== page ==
“The obvious way to make your living as you become a more seasoned musician in town is through that residual back pay,” says Blake Cooper, 35, a member of the executive board of AFM Local 47, which represents Los Angeles musicians, and a tuba player who can be heard on the soundtracks of the feature films “The Lion King” and “It Chapter Two” and the Netflix program “Umbrella Academy.”
Under the existing AFM contract, which expires Nov. 14, no residual provisions apply to direct-to-streaming productions — unlike the contracts of the screen actors, screen writers and directors guilds, which provide for back-end payments based variously on how long a production remains available on a service and the service’s subscriber tally.
Changing that structure is crucial to the musicians, many of whom assemble what Cooper calls a “patchwork” of work assignments to make a living — studio gigs and performances with freelance organizations such as the L.A. Opera and the Pasadena Symphony. “I know many musicians who are a generation or two older than myself who now get upwards of two-thirds of their annual income from residuals,” he told me.
The musicians union has been gathering statements of support from prominent composers, including Diane Warren, John Williams and Randy Newman. “Los Angeles musicians really are the best of the best,” says Justin Hurwitz, a long-term collaborator of director Damien Chazelle and an Oscar winner for his score for Chazelle’s musical “La La Land,” which he recorded with union musicians in Los Angeles. “There’s a humanity and personality they bring to score. If they’re not fairly compensated, then we won’t have that community here.”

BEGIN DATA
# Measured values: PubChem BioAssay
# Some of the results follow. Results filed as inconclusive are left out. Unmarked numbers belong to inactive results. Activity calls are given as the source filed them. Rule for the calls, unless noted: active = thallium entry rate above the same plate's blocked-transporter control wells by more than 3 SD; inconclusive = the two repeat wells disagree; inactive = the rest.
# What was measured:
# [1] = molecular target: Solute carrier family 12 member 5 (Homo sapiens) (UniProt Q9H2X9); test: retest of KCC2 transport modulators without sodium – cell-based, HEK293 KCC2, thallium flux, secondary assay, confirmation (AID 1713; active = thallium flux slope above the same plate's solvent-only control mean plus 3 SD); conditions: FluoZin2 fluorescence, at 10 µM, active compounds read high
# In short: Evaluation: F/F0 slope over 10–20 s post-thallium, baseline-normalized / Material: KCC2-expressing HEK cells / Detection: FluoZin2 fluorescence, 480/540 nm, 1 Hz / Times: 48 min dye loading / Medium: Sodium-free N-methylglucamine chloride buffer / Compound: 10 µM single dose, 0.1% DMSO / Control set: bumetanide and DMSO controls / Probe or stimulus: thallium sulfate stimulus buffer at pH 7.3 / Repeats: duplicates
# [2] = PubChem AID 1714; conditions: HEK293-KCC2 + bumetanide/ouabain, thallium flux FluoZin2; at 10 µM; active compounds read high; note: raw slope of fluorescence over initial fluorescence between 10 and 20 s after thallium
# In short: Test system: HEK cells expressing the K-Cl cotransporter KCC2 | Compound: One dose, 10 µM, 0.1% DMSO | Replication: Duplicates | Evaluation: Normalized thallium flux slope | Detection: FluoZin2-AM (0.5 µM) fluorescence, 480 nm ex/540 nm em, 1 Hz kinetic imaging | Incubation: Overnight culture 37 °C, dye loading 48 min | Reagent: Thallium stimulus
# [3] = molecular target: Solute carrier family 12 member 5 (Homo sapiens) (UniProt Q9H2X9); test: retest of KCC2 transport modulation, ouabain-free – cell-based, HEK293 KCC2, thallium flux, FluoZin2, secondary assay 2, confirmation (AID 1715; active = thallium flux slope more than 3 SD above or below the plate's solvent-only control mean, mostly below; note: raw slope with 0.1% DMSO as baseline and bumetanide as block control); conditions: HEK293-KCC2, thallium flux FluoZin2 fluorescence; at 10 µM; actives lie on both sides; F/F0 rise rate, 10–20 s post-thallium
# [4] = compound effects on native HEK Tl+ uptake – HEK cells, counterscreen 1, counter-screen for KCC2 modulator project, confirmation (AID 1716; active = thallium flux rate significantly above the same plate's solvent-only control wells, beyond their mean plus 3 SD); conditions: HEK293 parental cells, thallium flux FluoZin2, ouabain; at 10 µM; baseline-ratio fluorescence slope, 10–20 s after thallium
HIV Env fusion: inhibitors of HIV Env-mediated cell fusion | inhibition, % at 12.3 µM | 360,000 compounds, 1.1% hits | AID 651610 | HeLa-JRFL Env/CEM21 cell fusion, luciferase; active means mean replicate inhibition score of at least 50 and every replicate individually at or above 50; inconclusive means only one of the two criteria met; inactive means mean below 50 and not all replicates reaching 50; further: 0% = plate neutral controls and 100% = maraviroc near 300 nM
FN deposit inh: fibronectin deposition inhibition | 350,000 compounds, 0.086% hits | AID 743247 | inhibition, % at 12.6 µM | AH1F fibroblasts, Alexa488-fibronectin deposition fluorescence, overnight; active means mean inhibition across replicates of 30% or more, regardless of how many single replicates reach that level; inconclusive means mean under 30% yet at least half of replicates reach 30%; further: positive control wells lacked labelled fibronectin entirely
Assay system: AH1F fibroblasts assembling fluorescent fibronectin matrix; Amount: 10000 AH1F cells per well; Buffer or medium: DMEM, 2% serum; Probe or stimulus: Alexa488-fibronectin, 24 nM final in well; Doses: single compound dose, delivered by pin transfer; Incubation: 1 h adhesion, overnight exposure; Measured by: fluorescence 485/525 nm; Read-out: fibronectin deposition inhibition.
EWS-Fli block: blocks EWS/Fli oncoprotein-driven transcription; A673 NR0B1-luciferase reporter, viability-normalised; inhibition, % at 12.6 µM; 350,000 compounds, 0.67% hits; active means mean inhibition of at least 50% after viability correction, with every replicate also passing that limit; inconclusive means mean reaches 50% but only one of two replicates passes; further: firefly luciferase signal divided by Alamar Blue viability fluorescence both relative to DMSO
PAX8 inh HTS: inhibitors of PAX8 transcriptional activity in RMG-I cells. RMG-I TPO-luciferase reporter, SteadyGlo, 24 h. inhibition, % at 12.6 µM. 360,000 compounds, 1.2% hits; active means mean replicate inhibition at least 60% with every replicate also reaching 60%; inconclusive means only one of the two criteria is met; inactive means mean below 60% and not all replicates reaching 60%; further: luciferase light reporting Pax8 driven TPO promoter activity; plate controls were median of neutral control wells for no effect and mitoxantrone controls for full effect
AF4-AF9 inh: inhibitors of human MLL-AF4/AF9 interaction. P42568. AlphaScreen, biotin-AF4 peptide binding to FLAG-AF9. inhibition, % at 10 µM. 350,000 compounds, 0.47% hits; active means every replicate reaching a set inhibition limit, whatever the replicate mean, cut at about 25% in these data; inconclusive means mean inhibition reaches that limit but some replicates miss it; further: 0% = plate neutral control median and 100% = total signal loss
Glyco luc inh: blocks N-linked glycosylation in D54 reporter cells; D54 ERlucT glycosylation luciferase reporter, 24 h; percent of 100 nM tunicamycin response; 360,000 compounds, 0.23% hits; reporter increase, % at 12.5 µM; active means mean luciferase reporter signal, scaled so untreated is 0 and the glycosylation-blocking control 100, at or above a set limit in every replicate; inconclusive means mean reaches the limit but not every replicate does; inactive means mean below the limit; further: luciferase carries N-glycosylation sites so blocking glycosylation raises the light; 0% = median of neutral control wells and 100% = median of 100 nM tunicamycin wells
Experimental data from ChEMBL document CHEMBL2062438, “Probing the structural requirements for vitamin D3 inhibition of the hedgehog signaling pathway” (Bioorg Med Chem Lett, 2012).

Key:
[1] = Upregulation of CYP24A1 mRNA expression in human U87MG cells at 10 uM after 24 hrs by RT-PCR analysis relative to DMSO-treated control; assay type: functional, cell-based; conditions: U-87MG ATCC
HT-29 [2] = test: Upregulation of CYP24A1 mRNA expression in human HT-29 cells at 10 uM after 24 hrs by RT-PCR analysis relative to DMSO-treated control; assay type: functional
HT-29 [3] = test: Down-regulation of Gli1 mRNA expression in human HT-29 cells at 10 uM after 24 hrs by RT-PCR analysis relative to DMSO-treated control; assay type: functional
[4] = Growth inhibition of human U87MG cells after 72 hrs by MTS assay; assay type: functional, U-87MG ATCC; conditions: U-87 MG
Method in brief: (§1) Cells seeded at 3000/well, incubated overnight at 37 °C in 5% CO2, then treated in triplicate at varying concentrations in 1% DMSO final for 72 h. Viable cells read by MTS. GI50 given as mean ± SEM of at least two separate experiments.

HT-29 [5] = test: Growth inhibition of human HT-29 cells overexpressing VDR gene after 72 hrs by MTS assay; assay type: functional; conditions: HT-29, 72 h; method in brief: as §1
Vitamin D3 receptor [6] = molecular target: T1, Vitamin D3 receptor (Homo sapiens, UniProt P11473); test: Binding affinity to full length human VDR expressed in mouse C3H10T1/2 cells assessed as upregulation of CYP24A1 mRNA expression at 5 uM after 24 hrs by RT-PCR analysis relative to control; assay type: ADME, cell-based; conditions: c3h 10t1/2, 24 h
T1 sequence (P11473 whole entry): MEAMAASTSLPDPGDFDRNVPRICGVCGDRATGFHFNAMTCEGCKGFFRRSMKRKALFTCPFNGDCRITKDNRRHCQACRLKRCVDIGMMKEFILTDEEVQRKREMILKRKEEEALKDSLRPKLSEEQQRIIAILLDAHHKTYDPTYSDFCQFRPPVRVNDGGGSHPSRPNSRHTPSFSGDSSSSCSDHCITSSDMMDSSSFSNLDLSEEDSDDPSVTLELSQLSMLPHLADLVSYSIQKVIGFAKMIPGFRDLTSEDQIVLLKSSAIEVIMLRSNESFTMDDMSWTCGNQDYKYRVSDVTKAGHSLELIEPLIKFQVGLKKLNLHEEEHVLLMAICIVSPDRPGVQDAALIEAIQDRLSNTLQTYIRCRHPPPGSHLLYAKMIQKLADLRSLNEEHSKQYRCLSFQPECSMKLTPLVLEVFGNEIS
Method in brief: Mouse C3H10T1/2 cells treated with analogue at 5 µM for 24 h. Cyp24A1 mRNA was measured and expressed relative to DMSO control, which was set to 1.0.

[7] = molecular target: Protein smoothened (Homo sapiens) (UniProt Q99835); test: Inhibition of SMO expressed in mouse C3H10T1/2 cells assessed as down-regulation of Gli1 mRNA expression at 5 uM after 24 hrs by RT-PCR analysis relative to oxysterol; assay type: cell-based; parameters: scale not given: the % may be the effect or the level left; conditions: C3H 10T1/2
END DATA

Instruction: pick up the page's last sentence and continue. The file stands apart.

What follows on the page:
The absence of streaming residuals in the musicians’ contract is an artifact of history. In Hollywood, streaming originally was lumped in with other “new media,” a designation applied to novel technologies that were seen as uncertain distribution formats of probably negligible importance.
Producers were unwilling to commit to residuals for these technologies, and for a time the unions went along. For the major guilds, that changed in 2007-08, around the time of a 14-week strike by the Writers Guild of America. Payment for digital distribution was a major issue in the strike, and the settlement, along with an agreement reached by the Directors Guild of America, set a new standard for new media residuals.
The musicians, however, were left behind. The AFM’s current contract still describes new media as untested and unproven technologies, even though streaming is fast becoming a dominant force. “We’re trying to catch up,” says John Acosta, president of Local 47 and a member of the AFM’s executive board.
As we’ve reported, musicians have been overlooked in film industry development initiatives in the past. California’s film incentive program hasn’t required producers to record scores in the state to receive tax credits, although a pending change in the system will give producers an advantage in bidding for the oversubscribed credits based on the wages they pay scoring musicians.